Thank you Julie Creswell and the NYT! All excerpts, annotations and bolds are care of Alpine.AI. June 23, 2018
It started with a simple battery.
Around 2009, Amazon quietly entered the private label business by offering a handful of items under a new brand called AmazonBasics. Early offerings were the kinds of unglamorous products that consumers typically bought at their local hardware store: power cords and cables for electronics and, in particular, batteries — with prices roughly 30 percent lower than that of national brands like Energizer and Duracell.
The results were stunning. In just a few years, AmazonBasics had grabbed nearly a third of the online market for batteries, outselling both Energizer and Duracell on its site.
Inside Amazon’s Seattle headquarters, that success raised a tantalizing possibility. If, with very little effort, Amazon could become a huge player in the battery market, what else might be possible for the company?
Anyone who spends much time on the Amazon site can see the answer to that question. The company now has roughly 100 private label brands for sale on its huge online marketplace, of which more than five dozen have been introduced in the past year alone. But few of those are sold under the Amazon brand. Instead, they have been given a variety of anodyne, disposable names like Spotted Zebra (kids clothes), Good Brief (men’s underwear), Wag (dog food) and Rivet (home furnishings). Want to buy a stylish but affordable cap-sleeve dress? A flared version from Lark & Ro ($39), maybe in millennial pink, might be just what you’re looking for.
Analysts predict that nearly half of all online shopping in the United States will be conducted on Amazon’s platform in the next couple of years.
That creates a massive opportunity for Amazon to more than double revenue from its in-house brands to $25 billion in the next four years, according to analysts at SunTrust Robinson Humphrey.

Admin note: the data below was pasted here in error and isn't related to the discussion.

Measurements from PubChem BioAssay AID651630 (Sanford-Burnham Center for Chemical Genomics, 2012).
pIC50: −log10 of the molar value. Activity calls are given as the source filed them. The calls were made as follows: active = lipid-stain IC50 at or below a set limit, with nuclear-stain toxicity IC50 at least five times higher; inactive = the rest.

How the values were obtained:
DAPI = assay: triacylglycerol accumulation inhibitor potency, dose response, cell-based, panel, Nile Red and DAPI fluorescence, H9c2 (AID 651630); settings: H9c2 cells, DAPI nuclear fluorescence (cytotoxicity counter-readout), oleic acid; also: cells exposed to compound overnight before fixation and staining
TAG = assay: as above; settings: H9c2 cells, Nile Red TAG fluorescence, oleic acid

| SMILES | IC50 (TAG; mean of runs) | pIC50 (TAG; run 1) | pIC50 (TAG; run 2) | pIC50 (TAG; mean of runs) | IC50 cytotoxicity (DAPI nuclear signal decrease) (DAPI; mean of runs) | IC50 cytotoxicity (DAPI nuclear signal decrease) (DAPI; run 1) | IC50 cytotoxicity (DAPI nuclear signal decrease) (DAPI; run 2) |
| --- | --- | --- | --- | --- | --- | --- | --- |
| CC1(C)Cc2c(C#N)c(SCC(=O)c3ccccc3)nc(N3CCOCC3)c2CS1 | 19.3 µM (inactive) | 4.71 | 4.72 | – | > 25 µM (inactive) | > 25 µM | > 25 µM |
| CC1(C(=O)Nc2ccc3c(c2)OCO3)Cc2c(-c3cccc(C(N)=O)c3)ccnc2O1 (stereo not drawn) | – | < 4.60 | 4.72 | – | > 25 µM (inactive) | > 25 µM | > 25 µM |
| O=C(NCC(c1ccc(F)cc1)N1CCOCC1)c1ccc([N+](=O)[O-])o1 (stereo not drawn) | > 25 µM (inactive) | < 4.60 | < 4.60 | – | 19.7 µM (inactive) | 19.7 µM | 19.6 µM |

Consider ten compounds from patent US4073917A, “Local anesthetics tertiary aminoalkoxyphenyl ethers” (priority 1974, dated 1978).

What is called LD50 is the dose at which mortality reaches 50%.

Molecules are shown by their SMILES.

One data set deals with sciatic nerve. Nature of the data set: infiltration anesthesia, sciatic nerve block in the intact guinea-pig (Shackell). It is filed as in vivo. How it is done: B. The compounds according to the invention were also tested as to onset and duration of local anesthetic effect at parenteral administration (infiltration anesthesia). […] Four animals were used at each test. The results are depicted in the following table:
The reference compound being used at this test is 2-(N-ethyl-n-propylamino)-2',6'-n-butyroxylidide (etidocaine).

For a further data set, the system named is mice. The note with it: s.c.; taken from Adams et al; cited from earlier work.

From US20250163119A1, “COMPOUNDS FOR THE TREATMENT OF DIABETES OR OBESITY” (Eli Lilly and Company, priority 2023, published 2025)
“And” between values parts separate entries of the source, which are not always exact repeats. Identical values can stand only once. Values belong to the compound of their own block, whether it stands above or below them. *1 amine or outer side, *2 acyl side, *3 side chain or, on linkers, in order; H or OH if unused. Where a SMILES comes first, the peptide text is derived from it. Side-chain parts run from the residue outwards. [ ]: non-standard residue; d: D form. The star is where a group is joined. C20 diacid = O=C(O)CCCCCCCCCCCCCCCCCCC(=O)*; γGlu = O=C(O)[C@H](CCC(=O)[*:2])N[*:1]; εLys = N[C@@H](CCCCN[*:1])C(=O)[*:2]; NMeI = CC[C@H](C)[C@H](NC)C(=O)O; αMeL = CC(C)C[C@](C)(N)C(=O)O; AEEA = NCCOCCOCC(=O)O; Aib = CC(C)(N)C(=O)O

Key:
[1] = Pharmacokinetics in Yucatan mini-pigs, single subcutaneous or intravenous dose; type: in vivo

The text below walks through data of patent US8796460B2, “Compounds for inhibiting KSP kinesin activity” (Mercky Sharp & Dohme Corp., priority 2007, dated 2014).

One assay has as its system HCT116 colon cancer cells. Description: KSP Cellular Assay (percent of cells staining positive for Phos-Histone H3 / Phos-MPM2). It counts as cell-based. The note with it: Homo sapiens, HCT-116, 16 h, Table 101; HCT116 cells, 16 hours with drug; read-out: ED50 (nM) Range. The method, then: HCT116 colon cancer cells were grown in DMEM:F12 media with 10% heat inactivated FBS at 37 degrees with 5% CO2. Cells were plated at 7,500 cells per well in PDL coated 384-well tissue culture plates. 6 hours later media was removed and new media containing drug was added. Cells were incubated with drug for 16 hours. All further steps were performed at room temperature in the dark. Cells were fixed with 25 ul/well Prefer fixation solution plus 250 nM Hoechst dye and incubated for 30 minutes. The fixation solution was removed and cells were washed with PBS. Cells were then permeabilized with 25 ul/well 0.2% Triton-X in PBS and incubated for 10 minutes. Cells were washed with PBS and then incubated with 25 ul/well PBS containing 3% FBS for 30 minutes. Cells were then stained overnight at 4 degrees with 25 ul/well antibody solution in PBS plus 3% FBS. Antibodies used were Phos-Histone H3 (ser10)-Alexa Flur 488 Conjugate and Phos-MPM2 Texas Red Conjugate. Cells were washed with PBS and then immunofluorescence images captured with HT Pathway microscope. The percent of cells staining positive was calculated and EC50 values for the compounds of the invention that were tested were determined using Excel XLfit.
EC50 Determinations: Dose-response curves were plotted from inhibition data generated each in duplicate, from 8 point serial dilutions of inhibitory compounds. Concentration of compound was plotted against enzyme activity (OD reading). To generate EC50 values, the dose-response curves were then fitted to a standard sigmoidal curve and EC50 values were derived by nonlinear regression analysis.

A Tilted Playing Field?
For instance, consumers asking Amazon’s Alexa to “buy batteries” get only one option: AmazonBasics.
They look at what is selling online and figure out if they can manufacture it cheaper.
In other cases, particularly apparel, Amazon may use private-label goods to fill a gap if clothing manufacturers or high-end designers are unwilling to sell on their platform.
‘Data That No One Else Has’
Amazon’s advantage over traditional retailers is its knowledge and access to data from its platform.
“Amazon has access to data that nobody else has,” said James Thomson, a former Amazon executive who now works at Buy Box Experts.
But, perhaps more important, Amazon has utilized a reviewing program called Amazon Vine for many of its private-label goods.
Amazon Vine, or Vine Voices, are very active reviewers on the Amazon marketplace who are then invited by the company to participate in its Vine program, which identifies them as influential reviewers. In exchange for free products, which they disclose receiving, the reviewers agree to write evaluations on Amazon’s site.
Amazon has actively used Vine Voices to help introduce its private label brands. An analysis of more than 1,600 products across ten of Amazon’s private-label brands, including AmazonBasics, Amazon Essentials, Mama Bear, Pinzon, Goodthreads, and others, showed that about half had Vine reviews.
Of those 835 products, more than half of the first 30 reviews were from the Vine program, according to ReviewMeta.com, an online tool that helps customers identify inauthentic reviews.
“What’s happening on Amazon is different than you see in brick-and-mortar stores,” said Kevin Grundy, an analyst at investment bank Jefferies. “There, private label brands might take slightly more than 10 percent market share. Amazon’s private label brands are taking more than 25 percent of the online market.”
Voice Shopping Competitive Advantage
The next frontier? Alexa. Competitors and industry analysts are closely watching Amazon’s voice-operated platform, wondering whether Amazon will use that rapidly growing arena to further steer consumers to its own brands.
In a voice test by researchers at Bain & Co., the researchers found “the online retailer [Amazon] clearly positions its own private labels favorably in voice shopping.”
An Unfair Advantage?
Early last year, the Yale Law Journal published a note that was simply titled “Amazon’s Antitrust Paradox.”
“If Amazon is not making its competitors available on voice and Alexa, well, that sounds like possible exclusionary conduct to me,” said Mr. Sagers. “If a federal court could be convinced that there is a market for in-home, voice retail distribution and that Amazon controls it, then I think Amazon could be looking at a monopsony case.”